Bio Videos

This type of video is for anyone that is customer-facing, but especially for sales teams. The video doesn’t have to be long, it should cover personal and professional interests. Place this bio video in your email signature (see example below):

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You can use tools like WiseStamp or Sigstr to help you accomplish this!

Product / Service Page Videos

You have to have one specific video for every major product or service you sell. There are two things you should address in this type of video:

  1. State product/service details (who it’s for, who it involves, who it benefits, and why it’s good).
  2. State who the product/service is NOT for.

The second part seems like an odd thing to put in a product/service video, so why would you say who it’s not meant for? It establishes trust, credibility, and authority, as well as setting better expectations to attract your target customers.

Cost / Price Videos

This type of video often gets pushback for three reasons:

  1. Pricing can depend on multiple variables and can be difficult to explain upfront.
  2. Competitors will find out. 
  3. Your price points may be higher than the competition and you’re afraid of losing the sale. 

In the words of Marcus Sheridan, “You can’t lose what you don’t have!”

There are 5 things people look for immediately after finding a product/service they want to purchase:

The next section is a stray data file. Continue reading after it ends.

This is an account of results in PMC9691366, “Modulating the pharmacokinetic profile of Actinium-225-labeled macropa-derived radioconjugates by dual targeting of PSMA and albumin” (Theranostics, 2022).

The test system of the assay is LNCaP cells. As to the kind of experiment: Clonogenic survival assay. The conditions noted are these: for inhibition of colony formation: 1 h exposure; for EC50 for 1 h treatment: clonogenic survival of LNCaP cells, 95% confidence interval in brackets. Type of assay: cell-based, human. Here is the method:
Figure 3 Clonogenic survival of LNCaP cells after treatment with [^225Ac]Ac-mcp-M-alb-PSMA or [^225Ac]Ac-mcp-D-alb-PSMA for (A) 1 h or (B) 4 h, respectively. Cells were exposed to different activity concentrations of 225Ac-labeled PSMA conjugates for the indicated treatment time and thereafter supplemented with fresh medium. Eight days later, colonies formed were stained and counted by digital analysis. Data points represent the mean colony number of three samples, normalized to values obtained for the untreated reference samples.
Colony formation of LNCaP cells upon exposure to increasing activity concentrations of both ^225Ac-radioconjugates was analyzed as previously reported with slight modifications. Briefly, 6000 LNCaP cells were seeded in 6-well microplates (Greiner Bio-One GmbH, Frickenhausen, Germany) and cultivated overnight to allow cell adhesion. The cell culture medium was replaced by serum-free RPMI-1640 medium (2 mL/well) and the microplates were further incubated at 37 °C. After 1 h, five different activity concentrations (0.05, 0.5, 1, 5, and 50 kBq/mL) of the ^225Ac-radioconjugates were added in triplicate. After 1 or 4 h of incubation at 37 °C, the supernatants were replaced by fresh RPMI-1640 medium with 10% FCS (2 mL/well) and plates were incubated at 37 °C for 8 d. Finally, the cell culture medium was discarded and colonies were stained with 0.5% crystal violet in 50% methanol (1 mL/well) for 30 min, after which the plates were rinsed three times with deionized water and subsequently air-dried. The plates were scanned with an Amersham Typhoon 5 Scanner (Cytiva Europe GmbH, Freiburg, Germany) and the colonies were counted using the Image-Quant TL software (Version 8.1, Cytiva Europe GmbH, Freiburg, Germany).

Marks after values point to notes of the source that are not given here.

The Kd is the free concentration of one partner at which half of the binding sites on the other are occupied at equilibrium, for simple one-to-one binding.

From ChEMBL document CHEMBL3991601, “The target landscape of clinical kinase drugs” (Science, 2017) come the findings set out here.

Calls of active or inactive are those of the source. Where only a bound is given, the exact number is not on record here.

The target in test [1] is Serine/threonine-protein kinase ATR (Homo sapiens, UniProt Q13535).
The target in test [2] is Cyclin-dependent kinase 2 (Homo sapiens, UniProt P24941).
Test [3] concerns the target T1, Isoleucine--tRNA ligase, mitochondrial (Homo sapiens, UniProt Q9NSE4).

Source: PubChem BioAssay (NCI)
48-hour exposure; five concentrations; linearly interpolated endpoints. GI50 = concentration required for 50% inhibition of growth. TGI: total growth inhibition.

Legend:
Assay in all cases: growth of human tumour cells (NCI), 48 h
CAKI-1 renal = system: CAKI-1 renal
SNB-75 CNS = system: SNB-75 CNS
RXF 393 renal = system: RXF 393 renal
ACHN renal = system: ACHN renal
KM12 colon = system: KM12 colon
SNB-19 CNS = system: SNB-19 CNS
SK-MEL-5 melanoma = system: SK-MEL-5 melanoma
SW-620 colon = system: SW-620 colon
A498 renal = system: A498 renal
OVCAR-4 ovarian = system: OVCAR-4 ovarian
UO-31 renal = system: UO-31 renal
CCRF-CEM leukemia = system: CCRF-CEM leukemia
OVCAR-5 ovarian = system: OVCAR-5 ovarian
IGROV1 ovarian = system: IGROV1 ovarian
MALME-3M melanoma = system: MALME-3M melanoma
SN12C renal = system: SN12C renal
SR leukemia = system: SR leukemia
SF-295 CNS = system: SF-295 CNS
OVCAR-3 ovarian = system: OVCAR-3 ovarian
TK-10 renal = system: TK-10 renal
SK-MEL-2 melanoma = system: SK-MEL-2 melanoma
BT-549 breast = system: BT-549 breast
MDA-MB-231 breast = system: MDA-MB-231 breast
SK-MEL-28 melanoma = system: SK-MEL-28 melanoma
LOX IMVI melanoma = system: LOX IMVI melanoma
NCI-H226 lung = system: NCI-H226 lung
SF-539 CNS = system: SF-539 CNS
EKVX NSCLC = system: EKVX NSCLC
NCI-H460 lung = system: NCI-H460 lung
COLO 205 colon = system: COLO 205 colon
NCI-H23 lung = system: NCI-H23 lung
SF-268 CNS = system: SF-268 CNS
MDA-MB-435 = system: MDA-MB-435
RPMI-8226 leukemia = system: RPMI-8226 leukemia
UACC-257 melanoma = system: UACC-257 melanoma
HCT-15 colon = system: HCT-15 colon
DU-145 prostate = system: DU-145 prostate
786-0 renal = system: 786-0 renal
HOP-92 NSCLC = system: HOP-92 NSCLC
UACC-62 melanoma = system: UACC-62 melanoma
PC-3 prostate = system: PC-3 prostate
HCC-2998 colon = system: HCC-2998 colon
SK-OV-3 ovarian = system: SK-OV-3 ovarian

1. Cost / Price
  2. Problems
  3. Comparisons
  4. Reviews
  5. Best Version

One important takeaway is that people will leave your website in 10 seconds or less if they cannot find the cost or price of your product/service. Since cost/price is the first thing on the list, you need to make this information readily accessible for them on your website otherwise they will leave and purchase it from your competitors.

See an example of cost/price content that you can reference back on for inspiration as you write your own!

The Claims We Make Videos

Brainstorm with your team to identify all of the claims you make as a business. “We’re the best at x, y, and z,” or “we’ve been in this business for x-amount of time.” Once you’ve done that, ask yourself two questions:

  1. How many of our competitors make these same claims?
  2. Of these claims, how many have we visually proven and not just stated?

You’ve got to show that the claim you’re making exists. If you’re the best in customer service, demonstrate to your customers and prospects what your process is like for client interaction and resolving potential issues. If you claim to be experts in a specific industry and pride yourselves on the extensive training your team undergoes, shed some light on this through video!

The Customer (Hero’s) Journey

Testimonials and reviews are not enough. It’s better to pair those with a video that shows a story of your customer(s) and their interaction with your business. There are three parts to this type of video:

  1. The problem the customer had before they found your product/service.
  2. The journey the customer shared with your business.
  3. Where is your customer today?

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For a deeper dive on inbound content marketing and how to deliver content your customers really want and trust, read Marcus Sheridan’s book, They Ask You Answer. Get your copy here!





Topics: digital marketing utah Event Recaps strategy DMC visual sale content